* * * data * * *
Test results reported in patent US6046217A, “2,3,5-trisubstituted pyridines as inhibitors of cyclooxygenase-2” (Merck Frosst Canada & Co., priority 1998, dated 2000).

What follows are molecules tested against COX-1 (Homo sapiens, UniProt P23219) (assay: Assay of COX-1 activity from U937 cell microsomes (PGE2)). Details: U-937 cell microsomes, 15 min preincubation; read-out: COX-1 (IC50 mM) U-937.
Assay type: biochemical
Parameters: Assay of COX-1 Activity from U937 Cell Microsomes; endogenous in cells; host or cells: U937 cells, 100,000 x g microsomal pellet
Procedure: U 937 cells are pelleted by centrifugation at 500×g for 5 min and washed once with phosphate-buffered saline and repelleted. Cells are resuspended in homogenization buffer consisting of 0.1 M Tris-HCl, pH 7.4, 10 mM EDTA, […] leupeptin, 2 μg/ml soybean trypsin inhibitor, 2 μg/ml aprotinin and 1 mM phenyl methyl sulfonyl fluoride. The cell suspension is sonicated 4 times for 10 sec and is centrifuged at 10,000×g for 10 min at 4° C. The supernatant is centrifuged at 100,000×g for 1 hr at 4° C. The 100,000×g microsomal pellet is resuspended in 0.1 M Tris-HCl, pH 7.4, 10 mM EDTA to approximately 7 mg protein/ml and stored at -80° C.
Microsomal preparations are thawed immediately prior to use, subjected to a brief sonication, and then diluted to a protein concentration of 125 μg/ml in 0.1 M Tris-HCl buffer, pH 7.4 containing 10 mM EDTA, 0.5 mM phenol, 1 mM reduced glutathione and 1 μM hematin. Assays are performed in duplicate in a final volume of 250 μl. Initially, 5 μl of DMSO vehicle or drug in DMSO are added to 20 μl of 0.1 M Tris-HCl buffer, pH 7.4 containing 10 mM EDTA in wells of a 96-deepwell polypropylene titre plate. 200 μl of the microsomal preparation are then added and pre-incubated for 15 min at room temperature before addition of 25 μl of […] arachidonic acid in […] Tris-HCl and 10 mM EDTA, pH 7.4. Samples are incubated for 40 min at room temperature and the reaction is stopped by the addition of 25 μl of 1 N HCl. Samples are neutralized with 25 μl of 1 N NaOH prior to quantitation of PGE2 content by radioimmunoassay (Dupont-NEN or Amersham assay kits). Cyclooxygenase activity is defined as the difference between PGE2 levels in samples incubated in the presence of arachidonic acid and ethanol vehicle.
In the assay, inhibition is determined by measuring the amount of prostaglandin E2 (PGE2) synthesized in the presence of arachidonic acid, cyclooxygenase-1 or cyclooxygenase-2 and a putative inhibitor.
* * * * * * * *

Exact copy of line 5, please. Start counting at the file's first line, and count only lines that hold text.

Procedure: U 937 cells are pelleted by centrifugation at 500×g for 5 min and washed once with phosphate-buffered saline and repelleted. Cells are resuspended in homogenization buffer consisting of 0.1 M Tris-HCl, pH 7.4, 10 mM EDTA, […] leupeptin, 2 μg/ml soybean trypsin inhibitor, 2 μg/ml aprotinin and 1 mM phenyl methyl sulfonyl fluoride. The cell suspension is sonicated 4 times for 10 sec and is centrifuged at 10,000×g for 10 min at 4° C. The supernatant is centrifuged at 100,000×g for 1 hr at 4° C. The 100,000×g microsomal pellet is resuspended in 0.1 M Tris-HCl, pH 7.4, 10 mM EDTA to approximately 7 mg protein/ml and stored at -80° C.